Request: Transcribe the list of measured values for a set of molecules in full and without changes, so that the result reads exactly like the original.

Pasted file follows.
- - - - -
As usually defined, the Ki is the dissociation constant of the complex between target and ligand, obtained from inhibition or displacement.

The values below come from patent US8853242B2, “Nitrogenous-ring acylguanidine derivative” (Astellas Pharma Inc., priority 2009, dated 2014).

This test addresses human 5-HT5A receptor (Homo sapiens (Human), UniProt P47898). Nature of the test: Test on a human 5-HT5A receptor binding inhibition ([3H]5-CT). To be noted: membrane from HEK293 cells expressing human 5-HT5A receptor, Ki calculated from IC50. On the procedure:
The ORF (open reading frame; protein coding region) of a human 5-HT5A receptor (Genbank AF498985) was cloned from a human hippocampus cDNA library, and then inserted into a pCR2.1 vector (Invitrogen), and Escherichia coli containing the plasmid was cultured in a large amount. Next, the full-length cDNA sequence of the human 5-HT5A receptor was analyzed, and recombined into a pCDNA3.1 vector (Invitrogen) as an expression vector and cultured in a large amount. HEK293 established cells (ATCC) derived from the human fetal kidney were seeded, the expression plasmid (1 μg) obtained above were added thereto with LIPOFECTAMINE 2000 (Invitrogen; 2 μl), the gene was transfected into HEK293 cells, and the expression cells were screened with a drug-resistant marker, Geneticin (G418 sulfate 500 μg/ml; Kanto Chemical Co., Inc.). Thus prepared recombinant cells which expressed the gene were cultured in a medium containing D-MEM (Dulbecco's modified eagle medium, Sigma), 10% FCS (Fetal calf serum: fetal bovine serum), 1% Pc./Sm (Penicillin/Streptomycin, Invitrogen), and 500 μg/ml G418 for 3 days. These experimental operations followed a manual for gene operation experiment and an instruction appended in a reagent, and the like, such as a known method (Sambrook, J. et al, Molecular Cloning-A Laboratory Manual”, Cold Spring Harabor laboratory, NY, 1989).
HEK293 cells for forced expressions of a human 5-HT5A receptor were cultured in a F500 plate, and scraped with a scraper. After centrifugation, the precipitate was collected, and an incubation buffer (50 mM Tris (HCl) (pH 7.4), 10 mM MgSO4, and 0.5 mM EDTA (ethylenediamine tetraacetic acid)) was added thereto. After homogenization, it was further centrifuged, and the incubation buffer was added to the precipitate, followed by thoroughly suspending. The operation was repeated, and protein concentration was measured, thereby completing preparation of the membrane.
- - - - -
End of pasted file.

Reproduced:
As usually defined, the Ki is the dissociation constant of the complex between target and ligand, obtained from inhibition or displacement.

The values below come from patent US8853242B2, “Nitrogenous-ring acylguanidine derivative” (Astellas Pharma Inc., priority 2009, dated 2014).

This test addresses human 5-HT5A receptor (Homo sapiens (Human), UniProt P47898). Nature of the test: Test on a human 5-HT5A receptor binding inhibition ([3H]5-CT). To be noted: membrane from HEK293 cells expressing human 5-HT5A receptor, Ki calculated from IC50. On the procedure:
The ORF (open reading frame; protein coding region) of a human 5-HT5A receptor (Genbank AF498985) was cloned from a human hippocampus cDNA library, and then inserted into a pCR2.1 vector (Invitrogen), and Escherichia coli containing the plasmid was cultured in a large amount. Next, the full-length cDNA sequence of the human 5-HT5A receptor was analyzed, and recombined into a pCDNA3.1 vector (Invitrogen) as an expression vector and cultured in a large amount. HEK293 established cells (ATCC) derived from the human fetal kidney were seeded, the expression plasmid (1 μg) obtained above were added thereto with LIPOFECTAMINE 2000 (Invitrogen; 2 μl), the gene was transfected into HEK293 cells, and the expression cells were screened with a drug-resistant marker, Geneticin (G418 sulfate 500 μg/ml; Kanto Chemical Co., Inc.). Thus prepared recombinant cells which expressed the gene were cultured in a medium containing D-MEM (Dulbecco's modified eagle medium, Sigma), 10% FCS (Fetal calf serum: fetal bovine serum), 1% Pc./Sm (Penicillin/Streptomycin, Invitrogen), and 500 μg/ml G418 for 3 days. These experimental operations followed a manual for gene operation experiment and an instruction appended in a reagent, and the like, such as a known method (Sambrook, J. et al, Molecular Cloning-A Laboratory Manual”, Cold Spring Harabor laboratory, NY, 1989).
HEK293 cells for forced expressions of a human 5-HT5A receptor were cultured in a F500 plate, and scraped with a scraper. After centrifugation, the precipitate was collected, and an incubation buffer (50 mM Tris (HCl) (pH 7.4), 10 mM MgSO4, and 0.5 mM EDTA (ethylenediamine tetraacetic acid)) was added thereto. After homogenization, it was further centrifuged, and the incubation buffer was added to the precipitate, followed by thoroughly suspending. The operation was repeated, and protein concentration was measured, thereby completing preparation of the membrane.